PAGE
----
Paper, books, wooden joints, tea whisks — Japanese culture has, for seemingly all of its long recorded history, greatly esteemed the making of objects. But no one object represents the Japanese dedication to craftsmanship, and within that the eternal pursuit of approachable but never quite attainable perfection, than the sword. You can see what it takes to make a katana, the traditional Japanese sword of the kind carried by the armed military class of the samurai between roughly the 8th and 19th centuries, in the 26-minute video above, which offers a close look at each stage of the swordmaking process: the Shinto blessing of the forge, the hammering of the red-hot metal, the tempering of the freshly shaped blade, the construction of the scabbard and hilt, the final assembly, and every painstaking step in between.
Originally produced for the United Kingdom’s National Museum of Arms and Armour and Portland Art Museum’s collaborative 2013 special exhibition “Samurai! Armor from the Ann and Gabriel Barbier-Mueller Collection,” the video’s wordless but certainly not silent portrayal of this ancient and continuing practice has a kind of hypnotic quality.
But if you’d like a more verbal explanation to accompany your views of the making of a traditional Japanese sword, you’ll get it in the 50-minute documentary above, The Secret World of the Japanese Swordsmith, a portrait of the highly respected Yoshindo Yoshihara, one of only thirty full-time swordsmiths currently practicing in Japan. If you then feel up to a Japanese swordsmithing triple-bill, give Samurai Sword: Making of a Legend a watch as well.
This 50-minute program tells the story of the katana itself, beginning with this breathless narration: “For over one thousand years, one weapon has dominated the battlefields of Japan, a weapon so fearsome that it can split a man from throat to groin — yet it spawned an an entirely new art form and spiritual way of life. A sword so technologically perfect in structure, so beautiful in creation, that it gave rise to an aristocratic warrior creed.” It also gave rise to no small number of samurai movies, a tradition that many a cinephile among us can certainly appreciate. Though inextricably tied to a specific time and place in history, and an even more specific class that arose from the peculiar political circumstances of that time and place, the katana continues to fascinate — and in this digital, hands-free age, its makers draw a more intense kind of respect than ever.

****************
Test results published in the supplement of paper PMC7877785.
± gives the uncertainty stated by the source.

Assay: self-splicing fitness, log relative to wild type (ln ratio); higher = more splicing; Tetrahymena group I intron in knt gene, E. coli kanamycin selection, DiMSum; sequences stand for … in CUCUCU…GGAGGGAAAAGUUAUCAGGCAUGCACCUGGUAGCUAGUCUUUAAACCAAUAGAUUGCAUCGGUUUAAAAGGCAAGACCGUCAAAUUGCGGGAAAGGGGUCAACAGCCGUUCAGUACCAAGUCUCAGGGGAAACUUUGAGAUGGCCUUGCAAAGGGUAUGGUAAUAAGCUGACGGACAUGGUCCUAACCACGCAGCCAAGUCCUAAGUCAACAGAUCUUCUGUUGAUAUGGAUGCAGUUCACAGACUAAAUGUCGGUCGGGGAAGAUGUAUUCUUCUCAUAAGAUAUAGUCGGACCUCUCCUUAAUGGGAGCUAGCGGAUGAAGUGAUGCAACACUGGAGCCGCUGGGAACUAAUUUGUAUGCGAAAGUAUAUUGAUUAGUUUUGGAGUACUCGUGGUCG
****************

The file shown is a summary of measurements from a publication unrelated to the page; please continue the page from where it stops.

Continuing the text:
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Based in Seoul, Colin Marshall writes and broadcasts on cities and culture. He’s at work on a book about Los Angeles, A Los Angeles Primer, the video series The City in Cinema, the crowdfunded journalism project Where Is the City of the Future?, and the Los Angeles Review of Books’ Korea Blog. Follow him on Twitter at @colinmarshall or on Facebook.
It’s clear that the Japanese are better marketers than the Chinese…
Hardly ever is the Chinese jian – the straight, dubbel edged sword – subject of these kinds of videos. Although in my opinion this sword is superior to the katana.
Look at this video: here a guy tests his jian and in the third cut makes an upward movement with the back side of his sword and cuts the mat.
That’s the power of a double edged sword.
Especially with the beautifull, subtle technique of a tai chi master like Chen Man Ching you can see the beauty and power of these swords.
Following on from the previous comment, it’s important to remember that the Japanese learnt sword forging techniques from the Chinese. It was only due to the unique circumstances present in Japan, both in available steel and fighting techniques that the Katana differed from Chinese efforts.
BladesPro have a great article on the rise of the Japanese Katana forging process https://www.bladespro.co.uk/blogs/news/authentic-samurai-swords-laid-bare.